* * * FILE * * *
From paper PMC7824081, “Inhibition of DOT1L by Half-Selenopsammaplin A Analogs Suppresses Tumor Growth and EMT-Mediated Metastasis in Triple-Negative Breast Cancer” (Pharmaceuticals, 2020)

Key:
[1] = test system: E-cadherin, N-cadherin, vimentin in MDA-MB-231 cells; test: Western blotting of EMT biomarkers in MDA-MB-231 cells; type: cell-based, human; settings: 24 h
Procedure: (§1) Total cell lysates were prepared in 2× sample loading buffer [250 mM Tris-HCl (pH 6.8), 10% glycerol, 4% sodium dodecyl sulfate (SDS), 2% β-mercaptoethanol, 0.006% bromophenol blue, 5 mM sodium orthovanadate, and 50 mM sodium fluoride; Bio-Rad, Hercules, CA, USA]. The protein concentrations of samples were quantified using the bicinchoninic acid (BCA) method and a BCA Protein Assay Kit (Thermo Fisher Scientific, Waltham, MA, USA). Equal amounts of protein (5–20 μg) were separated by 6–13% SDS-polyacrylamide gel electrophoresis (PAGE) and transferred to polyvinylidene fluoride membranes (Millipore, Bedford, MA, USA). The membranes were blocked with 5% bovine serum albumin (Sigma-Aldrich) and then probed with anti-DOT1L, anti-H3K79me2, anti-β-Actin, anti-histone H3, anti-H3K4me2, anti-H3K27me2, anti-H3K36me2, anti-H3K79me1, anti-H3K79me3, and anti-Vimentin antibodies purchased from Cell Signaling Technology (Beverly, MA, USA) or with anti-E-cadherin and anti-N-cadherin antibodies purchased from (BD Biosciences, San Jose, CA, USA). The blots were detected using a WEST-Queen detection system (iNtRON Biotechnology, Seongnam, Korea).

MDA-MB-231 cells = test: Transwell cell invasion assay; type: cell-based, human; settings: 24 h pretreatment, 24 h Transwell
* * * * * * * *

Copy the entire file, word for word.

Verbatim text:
From paper PMC7824081, “Inhibition of DOT1L by Half-Selenopsammaplin A Analogs Suppresses Tumor Growth and EMT-Mediated Metastasis in Triple-Negative Breast Cancer” (Pharmaceuticals, 2020)

Key:
[1] = test system: E-cadherin, N-cadherin, vimentin in MDA-MB-231 cells; test: Western blotting of EMT biomarkers in MDA-MB-231 cells; type: cell-based, human; settings: 24 h
Procedure: (§1) Total cell lysates were prepared in 2× sample loading buffer [250 mM Tris-HCl (pH 6.8), 10% glycerol, 4% sodium dodecyl sulfate (SDS), 2% β-mercaptoethanol, 0.006% bromophenol blue, 5 mM sodium orthovanadate, and 50 mM sodium fluoride; Bio-Rad, Hercules, CA, USA]. The protein concentrations of samples were quantified using the bicinchoninic acid (BCA) method and a BCA Protein Assay Kit (Thermo Fisher Scientific, Waltham, MA, USA). Equal amounts of protein (5–20 μg) were separated by 6–13% SDS-polyacrylamide gel electrophoresis (PAGE) and transferred to polyvinylidene fluoride membranes (Millipore, Bedford, MA, USA). The membranes were blocked with 5% bovine serum albumin (Sigma-Aldrich) and then probed with anti-DOT1L, anti-H3K79me2, anti-β-Actin, anti-histone H3, anti-H3K4me2, anti-H3K27me2, anti-H3K36me2, anti-H3K79me1, anti-H3K79me3, and anti-Vimentin antibodies purchased from Cell Signaling Technology (Beverly, MA, USA) or with anti-E-cadherin and anti-N-cadherin antibodies purchased from (BD Biosciences, San Jose, CA, USA). The blots were detected using a WEST-Queen detection system (iNtRON Biotechnology, Seongnam, Korea).

MDA-MB-231 cells = test: Transwell cell invasion assay; type: cell-based, human; settings: 24 h pretreatment, 24 h Transwell